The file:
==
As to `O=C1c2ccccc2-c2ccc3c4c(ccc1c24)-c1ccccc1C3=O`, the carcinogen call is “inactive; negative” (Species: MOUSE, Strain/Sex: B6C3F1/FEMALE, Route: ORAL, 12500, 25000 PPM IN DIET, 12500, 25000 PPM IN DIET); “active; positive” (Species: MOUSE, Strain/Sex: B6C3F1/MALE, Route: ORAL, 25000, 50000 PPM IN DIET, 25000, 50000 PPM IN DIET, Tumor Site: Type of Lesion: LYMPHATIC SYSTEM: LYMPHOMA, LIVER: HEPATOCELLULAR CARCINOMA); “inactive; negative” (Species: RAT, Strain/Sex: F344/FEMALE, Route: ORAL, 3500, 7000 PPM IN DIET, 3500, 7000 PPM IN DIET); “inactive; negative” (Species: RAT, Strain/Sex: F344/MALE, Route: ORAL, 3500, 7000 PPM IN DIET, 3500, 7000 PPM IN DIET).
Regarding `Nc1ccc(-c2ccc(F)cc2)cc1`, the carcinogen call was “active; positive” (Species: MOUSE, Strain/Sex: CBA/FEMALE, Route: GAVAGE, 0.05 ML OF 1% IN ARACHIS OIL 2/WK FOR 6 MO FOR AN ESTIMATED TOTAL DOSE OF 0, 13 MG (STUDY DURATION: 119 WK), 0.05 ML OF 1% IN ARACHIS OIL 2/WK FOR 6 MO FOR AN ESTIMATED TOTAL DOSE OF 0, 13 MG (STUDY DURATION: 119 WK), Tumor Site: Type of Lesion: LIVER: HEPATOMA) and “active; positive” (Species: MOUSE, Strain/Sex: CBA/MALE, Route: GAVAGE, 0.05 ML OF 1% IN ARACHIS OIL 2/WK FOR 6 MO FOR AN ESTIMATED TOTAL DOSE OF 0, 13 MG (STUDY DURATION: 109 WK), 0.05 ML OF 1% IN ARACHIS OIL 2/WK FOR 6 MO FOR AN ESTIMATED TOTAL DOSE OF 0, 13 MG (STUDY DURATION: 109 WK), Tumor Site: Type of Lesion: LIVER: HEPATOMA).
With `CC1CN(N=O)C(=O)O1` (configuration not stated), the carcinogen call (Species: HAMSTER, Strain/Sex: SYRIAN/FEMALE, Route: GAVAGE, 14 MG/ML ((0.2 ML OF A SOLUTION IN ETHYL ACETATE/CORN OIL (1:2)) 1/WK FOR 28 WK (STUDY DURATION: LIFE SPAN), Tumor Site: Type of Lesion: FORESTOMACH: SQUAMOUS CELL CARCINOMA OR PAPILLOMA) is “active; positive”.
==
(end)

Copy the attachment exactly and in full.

As to `O=C1c2ccccc2-c2ccc3c4c(ccc1c24)-c1ccccc1C3=O`, the carcinogen call is “inactive; negative” (Species: MOUSE, Strain/Sex: B6C3F1/FEMALE, Route: ORAL, 12500, 25000 PPM IN DIET, 12500, 25000 PPM IN DIET); “active; positive” (Species: MOUSE, Strain/Sex: B6C3F1/MALE, Route: ORAL, 25000, 50000 PPM IN DIET, 25000, 50000 PPM IN DIET, Tumor Site: Type of Lesion: LYMPHATIC SYSTEM: LYMPHOMA, LIVER: HEPATOCELLULAR CARCINOMA); “inactive; negative” (Species: RAT, Strain/Sex: F344/FEMALE, Route: ORAL, 3500, 7000 PPM IN DIET, 3500, 7000 PPM IN DIET); “inactive; negative” (Species: RAT, Strain/Sex: F344/MALE, Route: ORAL, 3500, 7000 PPM IN DIET, 3500, 7000 PPM IN DIET).
Regarding `Nc1ccc(-c2ccc(F)cc2)cc1`, the carcinogen call was “active; positive” (Species: MOUSE, Strain/Sex: CBA/FEMALE, Route: GAVAGE, 0.05 ML OF 1% IN ARACHIS OIL 2/WK FOR 6 MO FOR AN ESTIMATED TOTAL DOSE OF 0, 13 MG (STUDY DURATION: 119 WK), 0.05 ML OF 1% IN ARACHIS OIL 2/WK FOR 6 MO FOR AN ESTIMATED TOTAL DOSE OF 0, 13 MG (STUDY DURATION: 119 WK), Tumor Site: Type of Lesion: LIVER: HEPATOMA) and “active; positive” (Species: MOUSE, Strain/Sex: CBA/MALE, Route: GAVAGE, 0.05 ML OF 1% IN ARACHIS OIL 2/WK FOR 6 MO FOR AN ESTIMATED TOTAL DOSE OF 0, 13 MG (STUDY DURATION: 109 WK), 0.05 ML OF 1% IN ARACHIS OIL 2/WK FOR 6 MO FOR AN ESTIMATED TOTAL DOSE OF 0, 13 MG (STUDY DURATION: 109 WK), Tumor Site: Type of Lesion: LIVER: HEPATOMA).
With `CC1CN(N=O)C(=O)O1` (configuration not stated), the carcinogen call (Species: HAMSTER, Strain/Sex: SYRIAN/FEMALE, Route: GAVAGE, 14 MG/ML ((0.2 ML OF A SOLUTION IN ETHYL ACETATE/CORN OIL (1:2)) 1/WK FOR 28 WK (STUDY DURATION: LIFE SPAN), Tumor Site: Type of Lesion: FORESTOMACH: SQUAMOUS CELL CARCINOMA OR PAPILLOMA) is “active; positive”.